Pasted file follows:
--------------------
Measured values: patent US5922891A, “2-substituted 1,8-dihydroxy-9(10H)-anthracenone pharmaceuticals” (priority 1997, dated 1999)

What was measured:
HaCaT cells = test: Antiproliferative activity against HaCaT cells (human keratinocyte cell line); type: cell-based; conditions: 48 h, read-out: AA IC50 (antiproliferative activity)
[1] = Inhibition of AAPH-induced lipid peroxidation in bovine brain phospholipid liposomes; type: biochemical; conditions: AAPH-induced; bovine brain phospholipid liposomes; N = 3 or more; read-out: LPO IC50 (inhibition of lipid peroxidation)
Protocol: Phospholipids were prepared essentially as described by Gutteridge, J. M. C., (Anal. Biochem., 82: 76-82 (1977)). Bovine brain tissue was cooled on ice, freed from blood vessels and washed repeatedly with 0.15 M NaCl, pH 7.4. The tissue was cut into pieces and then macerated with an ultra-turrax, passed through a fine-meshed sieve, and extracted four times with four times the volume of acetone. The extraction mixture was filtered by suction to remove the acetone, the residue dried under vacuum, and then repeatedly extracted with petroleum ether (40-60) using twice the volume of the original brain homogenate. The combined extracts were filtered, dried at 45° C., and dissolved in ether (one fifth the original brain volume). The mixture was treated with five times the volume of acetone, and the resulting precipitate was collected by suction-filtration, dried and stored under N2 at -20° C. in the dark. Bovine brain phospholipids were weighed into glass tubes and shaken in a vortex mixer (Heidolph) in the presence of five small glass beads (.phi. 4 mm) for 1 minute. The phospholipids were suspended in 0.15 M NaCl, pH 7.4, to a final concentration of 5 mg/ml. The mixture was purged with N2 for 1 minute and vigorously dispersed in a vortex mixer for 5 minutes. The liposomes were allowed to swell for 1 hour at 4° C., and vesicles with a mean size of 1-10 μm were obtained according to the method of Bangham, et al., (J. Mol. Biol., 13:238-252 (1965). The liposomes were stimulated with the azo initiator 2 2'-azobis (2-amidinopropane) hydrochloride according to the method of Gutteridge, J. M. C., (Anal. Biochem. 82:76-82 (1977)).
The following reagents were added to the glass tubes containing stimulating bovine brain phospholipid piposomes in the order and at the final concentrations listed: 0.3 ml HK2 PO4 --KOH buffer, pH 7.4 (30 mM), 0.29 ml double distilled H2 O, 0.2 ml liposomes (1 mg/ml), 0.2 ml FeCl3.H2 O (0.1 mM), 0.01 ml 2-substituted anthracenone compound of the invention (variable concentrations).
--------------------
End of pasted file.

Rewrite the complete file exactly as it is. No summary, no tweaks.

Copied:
Measured values: patent US5922891A, “2-substituted 1,8-dihydroxy-9(10H)-anthracenone pharmaceuticals” (priority 1997, dated 1999)

What was measured:
HaCaT cells = test: Antiproliferative activity against HaCaT cells (human keratinocyte cell line); type: cell-based; conditions: 48 h, read-out: AA IC50 (antiproliferative activity)
[1] = Inhibition of AAPH-induced lipid peroxidation in bovine brain phospholipid liposomes; type: biochemical; conditions: AAPH-induced; bovine brain phospholipid liposomes; N = 3 or more; read-out: LPO IC50 (inhibition of lipid peroxidation)
Protocol: Phospholipids were prepared essentially as described by Gutteridge, J. M. C., (Anal. Biochem., 82: 76-82 (1977)). Bovine brain tissue was cooled on ice, freed from blood vessels and washed repeatedly with 0.15 M NaCl, pH 7.4. The tissue was cut into pieces and then macerated with an ultra-turrax, passed through a fine-meshed sieve, and extracted four times with four times the volume of acetone. The extraction mixture was filtered by suction to remove the acetone, the residue dried under vacuum, and then repeatedly extracted with petroleum ether (40-60) using twice the volume of the original brain homogenate. The combined extracts were filtered, dried at 45° C., and dissolved in ether (one fifth the original brain volume). The mixture was treated with five times the volume of acetone, and the resulting precipitate was collected by suction-filtration, dried and stored under N2 at -20° C. in the dark. Bovine brain phospholipids were weighed into glass tubes and shaken in a vortex mixer (Heidolph) in the presence of five small glass beads (.phi. 4 mm) for 1 minute. The phospholipids were suspended in 0.15 M NaCl, pH 7.4, to a final concentration of 5 mg/ml. The mixture was purged with N2 for 1 minute and vigorously dispersed in a vortex mixer for 5 minutes. The liposomes were allowed to swell for 1 hour at 4° C., and vesicles with a mean size of 1-10 μm were obtained according to the method of Bangham, et al., (J. Mol. Biol., 13:238-252 (1965). The liposomes were stimulated with the azo initiator 2 2'-azobis (2-amidinopropane) hydrochloride according to the method of Gutteridge, J. M. C., (Anal. Biochem. 82:76-82 (1977)).
The following reagents were added to the glass tubes containing stimulating bovine brain phospholipid piposomes in the order and at the final concentrations listed: 0.3 ml HK2 PO4 --KOH buffer, pH 7.4 (30 mM), 0.29 ml double distilled H2 O, 0.2 ml liposomes (1 mg/ml), 0.2 ml FeCl3.H2 O (0.1 mM), 0.01 ml 2-substituted anthracenone compound of the invention (variable concentrations).